T43
03-12-2011, 03:12 PM
Mountain house is good stuff. Costco sells cases at a good price. I always pack jerky candy and or granola bars and the must have dehydrated banana slices.

mthuntress
03-16-2011, 09:17 AM
MRE's you can get at an Army/Navy store in Montana.As far as what I take into the backcountry if it's under 3 day I go MREs and I like them all.Over 3 days I go Mountain House and take trail mix,jerky,wilderness athlete bars,cheese and crackers and I put a days worth of food in a gallon zipbag great eastmans tip.

long hunter
04-18-2011, 08:50 PM
Pick up David Long's book on hunting public land mulies. It is a great resource for bck counrty trips.

S&S Archery
04-18-2011, 10:12 PM
Mountain house fan here but I have to admit usually about mid September and I've ate every flavor they make I can't stand them.

I found these guys at the OR show this winter in Salt lake. http://www.nutriom.com/what-we-make.html

They are real eggs that have been powdered and actually taste really good. You can put them in a zip lock bag with a little water and then boil the bag to make scrambled eggs. I did this at home the other day and was pretty impressed. A good alternative for a food option outside of mountain house.

YellowDog
04-19-2011, 10:29 AM
I like the Mtn Houses meals. I usually get them at REI when they are on sale. Where is the cheapest place to buy them? I would even consider buying cases on them to have if the price is right.

CoHiCntry
04-19-2011, 10:33 AM
I like the Mtn Houses meals. I usually get them at REI when they are on sale. Where is the cheapest place to buy them? I would even consider buying cases on them to have if the price is right.

Costco was selling them by the case... if I remember right you ended up saving around a dollar a piece by buying them this way. Heading to Costco today, I'll take a look again and let you know what I find.

Elkcrazedfrk
04-19-2011, 07:29 PM
Peanut butter and bacon sands...I know sounds gross, but try one. I put mine on cold french toast. Thats a boat load of calories,protien and sodium. I think a whole sand is around 12 to 1400 calories..

CoHiCntry
04-19-2011, 09:15 PM
Costco was selling them by the case... if I remember right you ended up saving around a dollar a piece by buying them this way. Heading to Costco today, I'll take a look again and let you know what I find.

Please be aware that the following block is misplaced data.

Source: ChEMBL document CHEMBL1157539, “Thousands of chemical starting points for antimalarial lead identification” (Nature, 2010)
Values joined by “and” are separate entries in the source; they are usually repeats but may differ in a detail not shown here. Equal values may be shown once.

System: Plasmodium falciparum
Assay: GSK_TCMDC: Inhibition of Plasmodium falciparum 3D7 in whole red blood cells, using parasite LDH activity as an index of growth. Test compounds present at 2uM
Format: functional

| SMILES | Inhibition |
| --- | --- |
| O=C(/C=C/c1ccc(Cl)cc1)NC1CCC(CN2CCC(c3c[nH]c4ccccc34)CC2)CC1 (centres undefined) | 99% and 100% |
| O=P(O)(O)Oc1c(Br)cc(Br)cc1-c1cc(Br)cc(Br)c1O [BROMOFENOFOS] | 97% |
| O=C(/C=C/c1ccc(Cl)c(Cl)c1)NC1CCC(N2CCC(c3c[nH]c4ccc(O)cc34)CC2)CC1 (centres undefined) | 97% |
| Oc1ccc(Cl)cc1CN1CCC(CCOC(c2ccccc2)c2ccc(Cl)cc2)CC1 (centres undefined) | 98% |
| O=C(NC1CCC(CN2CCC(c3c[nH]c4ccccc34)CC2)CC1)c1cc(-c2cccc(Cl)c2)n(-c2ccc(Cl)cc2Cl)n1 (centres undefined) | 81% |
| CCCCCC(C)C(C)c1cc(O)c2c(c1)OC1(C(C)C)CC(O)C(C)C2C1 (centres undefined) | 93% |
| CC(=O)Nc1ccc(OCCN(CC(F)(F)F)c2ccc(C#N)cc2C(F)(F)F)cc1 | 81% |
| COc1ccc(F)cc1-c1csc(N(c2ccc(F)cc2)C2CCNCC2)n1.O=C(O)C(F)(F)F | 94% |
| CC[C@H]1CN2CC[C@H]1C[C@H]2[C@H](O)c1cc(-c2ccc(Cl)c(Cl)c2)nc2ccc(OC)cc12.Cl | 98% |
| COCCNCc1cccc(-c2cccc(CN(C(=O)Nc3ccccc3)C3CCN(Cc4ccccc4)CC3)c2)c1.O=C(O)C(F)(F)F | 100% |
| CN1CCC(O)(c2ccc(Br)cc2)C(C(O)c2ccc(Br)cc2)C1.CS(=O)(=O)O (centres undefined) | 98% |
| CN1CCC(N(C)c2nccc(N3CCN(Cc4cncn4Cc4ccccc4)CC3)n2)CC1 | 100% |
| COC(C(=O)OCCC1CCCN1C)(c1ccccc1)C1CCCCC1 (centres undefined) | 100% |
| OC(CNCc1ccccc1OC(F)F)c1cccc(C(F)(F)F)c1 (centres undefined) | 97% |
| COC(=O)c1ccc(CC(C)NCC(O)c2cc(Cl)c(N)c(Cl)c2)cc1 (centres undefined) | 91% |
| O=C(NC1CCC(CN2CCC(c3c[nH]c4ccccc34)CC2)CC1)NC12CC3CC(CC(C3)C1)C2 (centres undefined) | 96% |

Costco has a case of ten meals for $39.99... guess that makes them about $4 a piece.

Midwest to Outwest
04-29-2011, 09:40 PM
I've also tried some freeze fried meals from Coleman. They're a single serving, resealable and have surprisingly good flavor with tons of carbs and protein. I think the last one I had was Cilantro-lime rice and pintos. That was good and I had plenty of energy to pack out a buck the next day. I believe I got them at Cabelas. They're worth a try.

Midwest to Outwest
04-29-2011, 09:42 PM
I love the PB and Bacon. Never used french toast but that is the most brilliant thing I have heard all day.

OTT2
05-12-2011, 04:21 PM
Check the Hawk Vittles web site for an alternative to MH. I have not personally had a chance to try these but intend to on my scouting trips this year. Looks like they have a good variety and their prices seem to be competetive with MH. From the FAQ it looks like their single servings are enough for one person. Seems like with MH a double serving is really needed when your busting your hump in the backcountry.

http://hawkvittles.com/index.html

clark33
05-12-2011, 08:22 PM
I like mountain house as well, but for snacks and breakfast I tend to bring a lot of Cliff Bars. They look like a turd but most taste pretty good and packed full of energy.

bbright
05-16-2011, 09:18 PM
I tried meals from here (www.trailcooking.com) this year. We cooked our "big" meal for lunch and used the Starkist Tuna meals for dinner or one of the cold options that didn't require boiling water after a long day chasing elk. These meals took up less space in the pack, weighed similar or less than equivalent MH and had great taste. We were pleasantly surprised and actually looked forward to the meals. Making your own meals added to the preparation of the hunt which is a fun part of the process for me.

dustyboots
06-28-2011, 12:17 AM
Usually use MH meals, backpackers pantry meals, JP+ complete, granola, dried fruit, nuts, also like the PB bacon and honey sandwiches

8750
08-01-2011, 06:06 AM
How long do the PB and Bacon sandwiches keep for you guys out in the field? I think as long as they are below 75 F things would be ok, but early in the season that isn't a guarantee.

Jon Boy
08-01-2011, 10:14 PM
poptarts for breakfeast, cup-a-noodles, granola bars, and or jerky for lunch and mountain house for dinner

jay
08-19-2011, 03:24 PM
nothings better than a poptart before you chase elk all day...can't go wrong with jerky and cashews either.